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Police reform advocates are pressing Bridgeport on the promises it made

A New York City protester holds up a "Black Lives Matter" sign on Sept. 23, 2020, following a Kentucky grand jury's decision not to indict any police officers for the killing of Breonna Taylor.
Wong Maye-E
Associated Press

Officials in Bridgeport, Connecticut, are struggling to keep promises to reform the police force they made after national protests last year.

Last spring the city formed a task force to address problems raised by protesters calling for racial justice. They proposed the creation of a social services unit that would respond to calls related to mental health or substance abuse. Originally the unit was set to begin in August but it is taking longer than expected.

Gemeem Davis, co-director of Bridgeport Generation Now, a community activist group, said officials have blamed this year’s election for the delay but the time to get to work is now.

“If they are serious about reimagining public safety, about making sure that people in Bridgeport who are going through mental health crises get the services that they need then they will make this a priority as we move out of election season and into governing now,” Davis said.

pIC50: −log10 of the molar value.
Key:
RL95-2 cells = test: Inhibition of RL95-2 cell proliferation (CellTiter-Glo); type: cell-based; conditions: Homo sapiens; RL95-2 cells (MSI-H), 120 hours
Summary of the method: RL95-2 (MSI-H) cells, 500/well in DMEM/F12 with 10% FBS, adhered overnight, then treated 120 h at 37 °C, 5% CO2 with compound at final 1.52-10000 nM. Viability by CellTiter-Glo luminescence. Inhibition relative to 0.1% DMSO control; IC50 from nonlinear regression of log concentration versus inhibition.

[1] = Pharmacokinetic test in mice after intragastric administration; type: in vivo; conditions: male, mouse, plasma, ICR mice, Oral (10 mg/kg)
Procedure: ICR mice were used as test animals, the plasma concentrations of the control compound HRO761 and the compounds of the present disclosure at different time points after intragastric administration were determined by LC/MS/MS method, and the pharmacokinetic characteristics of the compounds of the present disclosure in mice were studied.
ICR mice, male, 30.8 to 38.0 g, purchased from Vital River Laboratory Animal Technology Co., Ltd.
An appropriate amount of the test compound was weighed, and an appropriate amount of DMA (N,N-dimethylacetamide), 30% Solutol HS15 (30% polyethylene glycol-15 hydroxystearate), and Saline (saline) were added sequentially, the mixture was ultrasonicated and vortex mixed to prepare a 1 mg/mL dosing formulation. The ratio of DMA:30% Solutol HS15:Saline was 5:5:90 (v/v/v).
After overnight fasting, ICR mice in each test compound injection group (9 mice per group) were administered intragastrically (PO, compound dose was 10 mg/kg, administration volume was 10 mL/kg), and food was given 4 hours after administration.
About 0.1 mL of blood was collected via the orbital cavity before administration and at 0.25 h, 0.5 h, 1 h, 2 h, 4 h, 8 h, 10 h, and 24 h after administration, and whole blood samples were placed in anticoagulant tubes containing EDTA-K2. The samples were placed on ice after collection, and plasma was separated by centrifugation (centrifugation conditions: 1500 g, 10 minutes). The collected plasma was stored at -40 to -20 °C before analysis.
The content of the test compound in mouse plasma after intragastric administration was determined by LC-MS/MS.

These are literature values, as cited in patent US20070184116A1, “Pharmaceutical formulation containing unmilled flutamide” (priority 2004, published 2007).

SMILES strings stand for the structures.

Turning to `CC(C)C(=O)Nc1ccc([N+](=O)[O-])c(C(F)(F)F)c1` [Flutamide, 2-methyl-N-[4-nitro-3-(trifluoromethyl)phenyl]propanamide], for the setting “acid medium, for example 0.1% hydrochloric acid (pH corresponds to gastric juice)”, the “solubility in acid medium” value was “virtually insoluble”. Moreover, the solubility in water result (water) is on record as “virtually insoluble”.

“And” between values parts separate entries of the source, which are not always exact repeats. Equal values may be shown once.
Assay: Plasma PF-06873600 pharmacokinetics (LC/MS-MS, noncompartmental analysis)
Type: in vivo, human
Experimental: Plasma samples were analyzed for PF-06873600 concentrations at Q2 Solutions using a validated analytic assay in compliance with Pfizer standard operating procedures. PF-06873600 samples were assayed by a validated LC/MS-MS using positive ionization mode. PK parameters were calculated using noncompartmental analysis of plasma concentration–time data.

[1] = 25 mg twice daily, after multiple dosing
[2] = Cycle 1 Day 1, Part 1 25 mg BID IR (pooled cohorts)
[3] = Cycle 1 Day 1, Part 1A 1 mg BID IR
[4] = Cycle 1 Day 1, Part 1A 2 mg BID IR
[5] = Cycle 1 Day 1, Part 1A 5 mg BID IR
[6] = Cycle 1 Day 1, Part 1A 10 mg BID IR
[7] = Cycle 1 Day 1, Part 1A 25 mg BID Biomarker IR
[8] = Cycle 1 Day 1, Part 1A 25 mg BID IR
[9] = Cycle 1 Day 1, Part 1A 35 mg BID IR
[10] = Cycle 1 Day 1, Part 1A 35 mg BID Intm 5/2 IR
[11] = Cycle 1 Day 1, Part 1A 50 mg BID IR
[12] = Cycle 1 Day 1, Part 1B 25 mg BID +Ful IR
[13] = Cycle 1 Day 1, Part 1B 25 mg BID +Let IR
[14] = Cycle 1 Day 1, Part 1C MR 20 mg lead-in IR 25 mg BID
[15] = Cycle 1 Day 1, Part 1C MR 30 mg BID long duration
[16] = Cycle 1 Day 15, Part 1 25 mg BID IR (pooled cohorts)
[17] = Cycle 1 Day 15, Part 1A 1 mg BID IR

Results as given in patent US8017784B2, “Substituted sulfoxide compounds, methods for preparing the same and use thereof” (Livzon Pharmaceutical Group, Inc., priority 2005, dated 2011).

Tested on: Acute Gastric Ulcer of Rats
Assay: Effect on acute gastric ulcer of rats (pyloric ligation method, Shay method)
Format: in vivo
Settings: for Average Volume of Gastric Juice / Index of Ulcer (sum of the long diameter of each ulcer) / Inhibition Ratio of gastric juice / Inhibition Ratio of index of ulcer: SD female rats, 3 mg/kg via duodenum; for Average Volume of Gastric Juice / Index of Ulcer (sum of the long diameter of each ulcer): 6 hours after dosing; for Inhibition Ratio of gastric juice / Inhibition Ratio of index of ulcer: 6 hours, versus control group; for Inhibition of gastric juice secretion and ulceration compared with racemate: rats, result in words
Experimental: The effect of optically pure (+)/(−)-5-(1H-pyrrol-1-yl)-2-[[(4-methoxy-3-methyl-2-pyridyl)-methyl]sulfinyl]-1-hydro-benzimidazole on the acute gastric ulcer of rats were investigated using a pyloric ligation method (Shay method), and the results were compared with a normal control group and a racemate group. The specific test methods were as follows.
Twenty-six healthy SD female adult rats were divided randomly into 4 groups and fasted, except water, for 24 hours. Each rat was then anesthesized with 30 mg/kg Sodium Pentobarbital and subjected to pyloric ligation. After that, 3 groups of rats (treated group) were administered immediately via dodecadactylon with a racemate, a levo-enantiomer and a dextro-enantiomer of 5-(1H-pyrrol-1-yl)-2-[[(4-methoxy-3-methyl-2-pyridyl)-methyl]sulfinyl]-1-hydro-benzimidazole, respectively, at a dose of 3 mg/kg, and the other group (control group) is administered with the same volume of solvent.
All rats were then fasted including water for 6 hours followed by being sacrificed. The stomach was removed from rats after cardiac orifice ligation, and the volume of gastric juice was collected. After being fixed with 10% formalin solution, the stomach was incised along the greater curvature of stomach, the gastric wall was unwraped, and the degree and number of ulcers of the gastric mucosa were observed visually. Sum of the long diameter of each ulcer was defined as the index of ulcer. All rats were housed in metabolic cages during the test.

Scott Burns, a member of the Bridgeport City Council, said the mayor’s administration brought some proposals forward but they fell short of the task force’s recommendations.

“I would be more concerned if they pushed ahead and did sort of what the administration wants without respecting what the task force was interested in,” he said. “So if they are going to delay for a few months in order to get it right, I am OK with that.”

The new social services unit would establish a place where residents could go to seek mental health treatment. The unit would also include a mobile crisis van to respond to calls related to mental health crises.

A spokesperson for Bridgeport Mayor Joe Ganim did not immediately return a request for comment.

John is a former news fellow with WSHU Public Radio.